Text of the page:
Friday, May 27, 2016

Chinese theme/amusement parks among world's most popular

Five amusement parks in China and Hong Kong are among the world's top 25 most visited amusement parks.

More people than ever are visiting theme and amusement parks, with 2015 attendance up 5.4 percent over 2015. The CNN article was based on  the Themed Entertainment Association/AECOM 10th annual global attractions attendance report. Asian parks are seeing the most gain in attendance.

The Chinese and Hong Kong parks on the list are:
  • No. 25: Songcheng Lijiang Romance Park in Lijiang.
  • No. 18: Hong Kong Disneyland, which is no surprise since Disney parks get the most visitors anywhere. Toy Story is this parks top attraction.
  • No. 17: SongCheng Park. Located in Hangzhou, this theme park is dedicated to the Song Dynasty (960 to late \ 1200s).
  • No. 15: Ocean Park, a marine life park in Hong Kong.
  • No. 13: Chimelong Ocean Park in Guangdong Province.  Visitors get close-up views of marine life as they walk through a transparent underwater tunnel

Saturday, May 7, 2016

Chinese touches accent Frank Lloyd Wright's Taliesin West

Ceramic Chinese actors decorate posts.
The central Arizona desert is about the last place I expected to see Chinese influences outside of Chinese restaurants, But that’s just where I found them, at Taliesin West, an architectural masterpiece designed by Frank Lloyd Wright, the greatest American architect of the 20th century.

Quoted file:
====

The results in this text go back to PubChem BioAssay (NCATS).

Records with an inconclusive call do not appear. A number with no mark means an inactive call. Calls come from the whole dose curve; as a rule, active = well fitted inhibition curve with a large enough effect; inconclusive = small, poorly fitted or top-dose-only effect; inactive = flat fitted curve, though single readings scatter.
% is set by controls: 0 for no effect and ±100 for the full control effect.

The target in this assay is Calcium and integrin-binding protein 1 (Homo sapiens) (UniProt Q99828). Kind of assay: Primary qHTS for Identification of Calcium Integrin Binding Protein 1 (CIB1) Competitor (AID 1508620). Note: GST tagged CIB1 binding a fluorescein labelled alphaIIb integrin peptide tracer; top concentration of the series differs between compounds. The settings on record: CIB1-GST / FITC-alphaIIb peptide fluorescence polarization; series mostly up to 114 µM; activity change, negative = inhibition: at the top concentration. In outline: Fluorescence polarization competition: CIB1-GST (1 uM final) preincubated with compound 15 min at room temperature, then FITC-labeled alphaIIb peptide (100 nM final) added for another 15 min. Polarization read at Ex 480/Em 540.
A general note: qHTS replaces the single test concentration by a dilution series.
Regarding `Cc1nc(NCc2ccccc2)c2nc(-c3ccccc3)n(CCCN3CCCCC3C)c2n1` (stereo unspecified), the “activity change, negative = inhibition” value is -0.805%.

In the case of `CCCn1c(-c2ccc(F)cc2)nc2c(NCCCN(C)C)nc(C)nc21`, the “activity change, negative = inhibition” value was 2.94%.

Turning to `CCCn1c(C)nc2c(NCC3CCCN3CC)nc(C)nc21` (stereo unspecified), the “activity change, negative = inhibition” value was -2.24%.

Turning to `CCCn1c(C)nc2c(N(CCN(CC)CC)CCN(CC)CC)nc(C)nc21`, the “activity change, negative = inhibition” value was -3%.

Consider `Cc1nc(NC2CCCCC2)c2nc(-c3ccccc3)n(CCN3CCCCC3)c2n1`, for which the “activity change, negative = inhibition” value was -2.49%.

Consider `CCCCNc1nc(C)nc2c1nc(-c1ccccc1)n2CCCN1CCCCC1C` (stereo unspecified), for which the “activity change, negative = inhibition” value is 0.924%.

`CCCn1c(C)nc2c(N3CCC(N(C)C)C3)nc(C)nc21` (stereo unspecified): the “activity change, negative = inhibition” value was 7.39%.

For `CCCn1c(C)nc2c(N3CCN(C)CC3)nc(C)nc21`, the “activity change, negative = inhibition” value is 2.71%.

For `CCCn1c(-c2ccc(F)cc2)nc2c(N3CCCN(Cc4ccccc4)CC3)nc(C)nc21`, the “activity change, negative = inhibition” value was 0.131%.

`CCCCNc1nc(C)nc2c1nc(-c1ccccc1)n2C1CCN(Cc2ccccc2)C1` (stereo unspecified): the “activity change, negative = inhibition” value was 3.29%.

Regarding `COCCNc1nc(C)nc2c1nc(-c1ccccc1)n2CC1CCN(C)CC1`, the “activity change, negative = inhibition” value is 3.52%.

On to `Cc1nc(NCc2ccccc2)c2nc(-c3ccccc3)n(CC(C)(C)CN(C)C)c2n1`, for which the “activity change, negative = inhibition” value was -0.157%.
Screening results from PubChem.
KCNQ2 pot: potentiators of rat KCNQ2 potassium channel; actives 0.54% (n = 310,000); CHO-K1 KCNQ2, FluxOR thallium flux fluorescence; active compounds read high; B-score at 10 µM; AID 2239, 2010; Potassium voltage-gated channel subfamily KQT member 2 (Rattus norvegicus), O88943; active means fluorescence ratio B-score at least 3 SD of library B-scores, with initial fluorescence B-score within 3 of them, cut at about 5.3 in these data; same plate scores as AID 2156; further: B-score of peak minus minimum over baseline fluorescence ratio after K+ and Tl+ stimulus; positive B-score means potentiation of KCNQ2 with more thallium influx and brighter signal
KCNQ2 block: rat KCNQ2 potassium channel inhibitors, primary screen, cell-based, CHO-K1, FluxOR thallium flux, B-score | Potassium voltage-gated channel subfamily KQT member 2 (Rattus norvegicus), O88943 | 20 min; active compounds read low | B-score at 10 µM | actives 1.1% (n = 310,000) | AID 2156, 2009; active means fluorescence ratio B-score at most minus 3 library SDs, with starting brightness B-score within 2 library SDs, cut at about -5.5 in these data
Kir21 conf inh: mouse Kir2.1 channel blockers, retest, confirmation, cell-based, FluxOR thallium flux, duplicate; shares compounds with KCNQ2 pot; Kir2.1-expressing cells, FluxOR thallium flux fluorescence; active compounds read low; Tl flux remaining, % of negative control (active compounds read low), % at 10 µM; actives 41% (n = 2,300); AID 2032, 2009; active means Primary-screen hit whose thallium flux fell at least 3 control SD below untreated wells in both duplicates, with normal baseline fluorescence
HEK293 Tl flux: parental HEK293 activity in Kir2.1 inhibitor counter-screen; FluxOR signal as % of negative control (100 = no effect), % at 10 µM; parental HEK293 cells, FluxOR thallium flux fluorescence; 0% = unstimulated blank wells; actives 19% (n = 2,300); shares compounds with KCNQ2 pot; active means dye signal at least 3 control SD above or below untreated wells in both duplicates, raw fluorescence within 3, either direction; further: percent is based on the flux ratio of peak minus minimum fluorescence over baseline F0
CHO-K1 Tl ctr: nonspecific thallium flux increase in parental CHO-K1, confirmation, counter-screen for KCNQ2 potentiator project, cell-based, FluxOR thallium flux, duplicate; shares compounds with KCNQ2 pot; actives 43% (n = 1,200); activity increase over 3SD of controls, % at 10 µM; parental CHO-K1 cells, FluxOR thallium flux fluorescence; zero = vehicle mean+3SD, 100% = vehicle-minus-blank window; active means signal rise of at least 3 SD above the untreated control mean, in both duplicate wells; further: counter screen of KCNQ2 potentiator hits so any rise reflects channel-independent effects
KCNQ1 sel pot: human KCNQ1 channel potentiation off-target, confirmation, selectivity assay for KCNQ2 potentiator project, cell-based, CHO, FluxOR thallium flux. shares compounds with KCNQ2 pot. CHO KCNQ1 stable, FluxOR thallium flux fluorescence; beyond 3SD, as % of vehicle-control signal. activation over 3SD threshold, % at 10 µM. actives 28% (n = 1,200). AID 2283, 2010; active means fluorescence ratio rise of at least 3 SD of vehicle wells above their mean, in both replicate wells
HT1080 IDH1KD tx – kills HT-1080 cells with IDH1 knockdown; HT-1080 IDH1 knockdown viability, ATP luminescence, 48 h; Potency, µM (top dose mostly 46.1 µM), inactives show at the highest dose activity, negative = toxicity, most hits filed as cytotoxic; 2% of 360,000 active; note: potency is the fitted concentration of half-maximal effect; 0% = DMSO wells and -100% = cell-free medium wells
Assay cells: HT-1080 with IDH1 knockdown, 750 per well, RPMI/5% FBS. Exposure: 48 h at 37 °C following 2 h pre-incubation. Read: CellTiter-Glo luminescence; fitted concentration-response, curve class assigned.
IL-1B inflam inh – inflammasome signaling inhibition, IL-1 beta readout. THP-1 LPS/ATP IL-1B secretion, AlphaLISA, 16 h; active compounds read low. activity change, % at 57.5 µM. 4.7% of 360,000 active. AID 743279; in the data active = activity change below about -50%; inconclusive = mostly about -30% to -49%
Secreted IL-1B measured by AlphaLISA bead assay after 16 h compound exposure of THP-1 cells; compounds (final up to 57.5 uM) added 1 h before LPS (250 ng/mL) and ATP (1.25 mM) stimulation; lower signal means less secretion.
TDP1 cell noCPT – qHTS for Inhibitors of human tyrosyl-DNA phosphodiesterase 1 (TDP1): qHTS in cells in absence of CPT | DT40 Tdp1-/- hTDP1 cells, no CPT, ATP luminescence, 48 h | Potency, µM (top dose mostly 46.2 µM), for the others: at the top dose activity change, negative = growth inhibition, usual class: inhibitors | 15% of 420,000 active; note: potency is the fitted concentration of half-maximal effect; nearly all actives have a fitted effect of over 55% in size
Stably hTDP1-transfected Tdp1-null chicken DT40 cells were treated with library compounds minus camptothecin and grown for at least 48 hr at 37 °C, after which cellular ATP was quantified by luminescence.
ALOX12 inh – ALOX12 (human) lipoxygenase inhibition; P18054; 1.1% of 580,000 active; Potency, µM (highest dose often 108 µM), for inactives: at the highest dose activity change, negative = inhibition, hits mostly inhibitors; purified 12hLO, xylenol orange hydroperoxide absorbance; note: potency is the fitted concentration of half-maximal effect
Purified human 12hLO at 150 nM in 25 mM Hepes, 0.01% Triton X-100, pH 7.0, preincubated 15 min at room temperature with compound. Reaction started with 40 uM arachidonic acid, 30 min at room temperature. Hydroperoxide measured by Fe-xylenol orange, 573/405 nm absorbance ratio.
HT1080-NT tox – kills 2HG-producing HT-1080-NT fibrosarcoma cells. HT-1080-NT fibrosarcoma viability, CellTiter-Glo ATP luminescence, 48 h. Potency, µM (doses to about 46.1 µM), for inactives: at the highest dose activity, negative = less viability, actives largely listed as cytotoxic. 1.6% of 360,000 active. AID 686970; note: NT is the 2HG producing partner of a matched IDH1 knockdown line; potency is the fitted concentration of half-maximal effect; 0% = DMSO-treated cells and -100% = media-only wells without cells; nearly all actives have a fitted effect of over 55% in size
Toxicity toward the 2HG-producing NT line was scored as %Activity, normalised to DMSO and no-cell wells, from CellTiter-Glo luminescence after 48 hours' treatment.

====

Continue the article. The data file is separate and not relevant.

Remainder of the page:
The lines of his winter home and school of architecture are clean and pure. Wright’s designs are inspired by nature. Local rocks were turned into walls held together with concrete. The surfaces are rough and coarse, yet seem elegantly in sync with the desert surroundings. The Chinese decorative touches blend in perfectly, not feeling out of place at all.

Scattered throughout Taliesin West, beginning with the entrance, are 13 Chinese theatre scenes that sit in the middle of concrete and rock posts. The scenes represent the various dramas of the Chinese Imperial Theatre.

The scenes are incomplete; our guide says they were broken when he bought them. Architectural students pieced them together and glued them into the concrete. The glue they used, however, didn’t make it through the wet season; pieces fell off and broke. They were replaced.
Dragon head atop roof
As you tour this amazing facility, you’ll come across a dragon‘s head sitting atop a slanted roof. The dragon is a symbol of China.

At another place, you’ll find the traditional bright red door centered with an ornate gold door opener. Just to the right of the door is a huge black gong.

Frank Lloyd Wright bought land n the desert and began building Taliesin West in 1937; he was still working on it when he died in 1959.

 The lines of his house are sleek – and slanted. Clerestory windows let in light from the desert sun. The buildings had features that were so architecturally advanced, it would be decades before they become commonplace. The setting is magnificent, with a backdrop of mountains behind and desert as far as you can see from the front.

 Guided tours of Taliesin West are given throughout the day. You may wish to reserve a time before you arrive as tours fill up quickly on some days. Taliesin West is located north of the intersection of Cactus Road and Frank Lloyd Wright Boulevard.

Taliesin West